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Book sale delivers lots of happy customers

May 15, 2006|by JENNIFER FITCH

CHAMBERSBURG, Pa. - The distinction between the people arriving at the 22nd annual Friends of Legal Services Book Sale on Sunday and those leaving was that, seemingly, every single one of the departing shoppers had his or her arms encumbered by brown grocery bags brimming with books.

The three-day sale to benefit Franklin County (Pa.) Legal Services and MidPenn Legal Services started Friday with 1,100 boxes of books in 55 categories. There were fewer than 300 boxes remaining within two hours of the sale's closing Sunday, according to Marian Benchoff, organization president.

"We had over 50,000 books. We had cassettes, DVDs, audiotapes - hundreds of them - and even some old eight-tracks," Benchoff said.

A portion of the leftover books were on their way to the Gulf Coast, she said.

"There's a great need for that because some of the schools are not up and running," Benchoff said. Other books were headed to area American Legions for distribution to veterans hospitals, she said.

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The book sale, where prices generally range from 50-cent paperbacks to $3, is one of the major fundraisers for Franklin County Legal Services, an agency of the United Way that provides legal services to people who cannot otherwise afford them, Executive Director Mahesh Rao said.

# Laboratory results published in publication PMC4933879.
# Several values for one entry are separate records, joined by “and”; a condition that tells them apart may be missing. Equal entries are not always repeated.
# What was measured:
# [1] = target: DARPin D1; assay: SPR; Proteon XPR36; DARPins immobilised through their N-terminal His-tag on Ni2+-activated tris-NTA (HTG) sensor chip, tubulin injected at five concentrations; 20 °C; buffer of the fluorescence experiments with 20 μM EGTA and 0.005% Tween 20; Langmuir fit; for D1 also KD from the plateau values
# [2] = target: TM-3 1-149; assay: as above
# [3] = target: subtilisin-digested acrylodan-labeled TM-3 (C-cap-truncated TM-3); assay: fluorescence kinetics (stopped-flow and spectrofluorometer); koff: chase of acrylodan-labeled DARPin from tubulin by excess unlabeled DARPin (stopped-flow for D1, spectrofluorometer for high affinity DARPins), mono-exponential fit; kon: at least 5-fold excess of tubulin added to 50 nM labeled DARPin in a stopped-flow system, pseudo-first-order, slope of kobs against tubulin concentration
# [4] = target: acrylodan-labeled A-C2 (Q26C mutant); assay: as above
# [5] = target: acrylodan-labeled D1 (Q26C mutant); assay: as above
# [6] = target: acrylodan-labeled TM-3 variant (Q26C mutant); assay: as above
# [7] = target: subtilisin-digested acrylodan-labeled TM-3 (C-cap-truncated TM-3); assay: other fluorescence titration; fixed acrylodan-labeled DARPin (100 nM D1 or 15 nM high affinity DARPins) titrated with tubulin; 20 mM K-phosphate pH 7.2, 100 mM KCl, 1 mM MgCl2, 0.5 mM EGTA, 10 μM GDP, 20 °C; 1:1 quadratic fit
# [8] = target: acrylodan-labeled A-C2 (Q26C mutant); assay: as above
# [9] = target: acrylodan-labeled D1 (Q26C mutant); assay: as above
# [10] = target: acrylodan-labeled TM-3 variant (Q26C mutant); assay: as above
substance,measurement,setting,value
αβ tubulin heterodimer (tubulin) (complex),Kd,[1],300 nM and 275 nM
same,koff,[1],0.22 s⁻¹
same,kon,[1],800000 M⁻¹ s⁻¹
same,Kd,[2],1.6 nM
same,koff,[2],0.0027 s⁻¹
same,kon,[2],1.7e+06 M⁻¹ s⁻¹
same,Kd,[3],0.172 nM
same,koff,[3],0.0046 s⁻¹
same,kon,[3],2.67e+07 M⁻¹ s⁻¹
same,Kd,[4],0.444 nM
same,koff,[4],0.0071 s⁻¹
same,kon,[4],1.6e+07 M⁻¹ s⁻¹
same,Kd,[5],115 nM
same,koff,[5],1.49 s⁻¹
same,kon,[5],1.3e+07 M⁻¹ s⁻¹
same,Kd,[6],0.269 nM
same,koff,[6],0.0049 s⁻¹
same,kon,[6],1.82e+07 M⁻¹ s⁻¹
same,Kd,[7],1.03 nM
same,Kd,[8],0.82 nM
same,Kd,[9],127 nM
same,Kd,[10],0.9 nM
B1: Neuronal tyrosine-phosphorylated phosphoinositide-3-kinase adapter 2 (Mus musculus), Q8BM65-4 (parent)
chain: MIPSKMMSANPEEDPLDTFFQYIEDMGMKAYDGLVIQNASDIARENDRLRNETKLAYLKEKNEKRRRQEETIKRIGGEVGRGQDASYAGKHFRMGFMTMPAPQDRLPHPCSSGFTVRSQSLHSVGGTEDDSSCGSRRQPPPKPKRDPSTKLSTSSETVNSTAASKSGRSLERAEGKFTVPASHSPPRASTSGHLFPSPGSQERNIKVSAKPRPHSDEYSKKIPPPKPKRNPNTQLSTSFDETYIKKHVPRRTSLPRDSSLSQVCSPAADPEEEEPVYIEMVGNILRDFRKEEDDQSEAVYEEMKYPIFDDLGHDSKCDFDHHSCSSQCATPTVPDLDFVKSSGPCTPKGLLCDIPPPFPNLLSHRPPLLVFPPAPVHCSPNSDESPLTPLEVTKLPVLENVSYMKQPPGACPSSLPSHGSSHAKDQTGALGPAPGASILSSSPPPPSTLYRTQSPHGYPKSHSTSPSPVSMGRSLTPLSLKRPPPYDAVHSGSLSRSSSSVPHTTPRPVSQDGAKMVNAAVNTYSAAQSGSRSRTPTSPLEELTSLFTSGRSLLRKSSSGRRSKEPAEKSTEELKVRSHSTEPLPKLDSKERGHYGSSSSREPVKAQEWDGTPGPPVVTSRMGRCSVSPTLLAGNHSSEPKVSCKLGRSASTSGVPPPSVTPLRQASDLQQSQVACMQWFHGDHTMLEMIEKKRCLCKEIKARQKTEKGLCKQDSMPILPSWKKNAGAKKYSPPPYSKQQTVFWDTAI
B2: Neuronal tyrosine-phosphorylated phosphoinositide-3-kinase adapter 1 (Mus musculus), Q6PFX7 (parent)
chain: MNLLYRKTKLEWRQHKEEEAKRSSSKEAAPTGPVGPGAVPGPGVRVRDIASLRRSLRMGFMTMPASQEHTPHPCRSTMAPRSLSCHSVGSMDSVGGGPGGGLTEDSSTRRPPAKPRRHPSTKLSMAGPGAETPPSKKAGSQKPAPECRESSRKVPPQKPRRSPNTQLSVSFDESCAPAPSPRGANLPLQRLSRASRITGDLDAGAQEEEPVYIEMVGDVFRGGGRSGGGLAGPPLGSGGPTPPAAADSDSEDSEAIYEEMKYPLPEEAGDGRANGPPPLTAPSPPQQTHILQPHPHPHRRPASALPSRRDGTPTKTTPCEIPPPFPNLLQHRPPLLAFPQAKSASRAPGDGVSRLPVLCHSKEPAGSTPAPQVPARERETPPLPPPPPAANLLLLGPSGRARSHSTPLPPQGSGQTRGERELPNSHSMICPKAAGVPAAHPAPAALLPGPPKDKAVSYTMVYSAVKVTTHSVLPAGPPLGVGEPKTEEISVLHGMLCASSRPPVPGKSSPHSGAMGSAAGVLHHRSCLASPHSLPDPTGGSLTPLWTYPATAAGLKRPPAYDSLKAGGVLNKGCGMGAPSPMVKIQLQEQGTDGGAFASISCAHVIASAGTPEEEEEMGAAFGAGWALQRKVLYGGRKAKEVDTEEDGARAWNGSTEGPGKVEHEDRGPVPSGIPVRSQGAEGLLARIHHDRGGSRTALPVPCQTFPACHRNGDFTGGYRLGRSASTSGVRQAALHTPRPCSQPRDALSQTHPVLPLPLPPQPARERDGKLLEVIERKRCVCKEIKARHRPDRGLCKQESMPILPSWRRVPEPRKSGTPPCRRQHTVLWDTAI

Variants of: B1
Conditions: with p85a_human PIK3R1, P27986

"It's not easy to navigate the courts on your own," Rao said.

The agency operates with two lawyers, one paralegal and students from Dickinson College, and handles 700 cases a year, he said.

Cindy Tweedy of Chambersburg perused the tables for religious books for her, children's books for the two youngsters she baby-sits and romance books for her mother as Mother's Day presents.

"She actually requested that," Tweedy said.

Nearby, Jim Metz of Chambersburg skimmed the tables for religious and reference books, as well as cookbooks. Metz resells books throughout the year and has found the cookbooks to be good sellers.

Betty Pensinger of Marion, Pa., picked up cookbooks for herself, along with instructional books for crafts.

"I do a lot of crafts," Pensinger said.

"We have a lot of people who home-school their children and are able to get educational books," Benchoff said.

The biggest sellers are history books, especially those focusing on the Civil War, she said. Select books of historical value are put into a special section and sold at higher prices, Benchoff said.

"We don't put out any books that are soiled," she said. "We do not put out any books that we feel people could not put out on their own shelves."

About 15 volunteers meet weekly throughout the year to sort, price and pack books by category in a facility on the grounds of Letterkenny Army Depot, Benchoff said.

June McIntosh of Mercersburg, Pa., returned to the book sale again this year to enhance her book collection, which models the one she remembers from her childhood. McIntosh primarily selected novels from the 1930s and 1940s.

"I just find them most enjoyable to read," she said.

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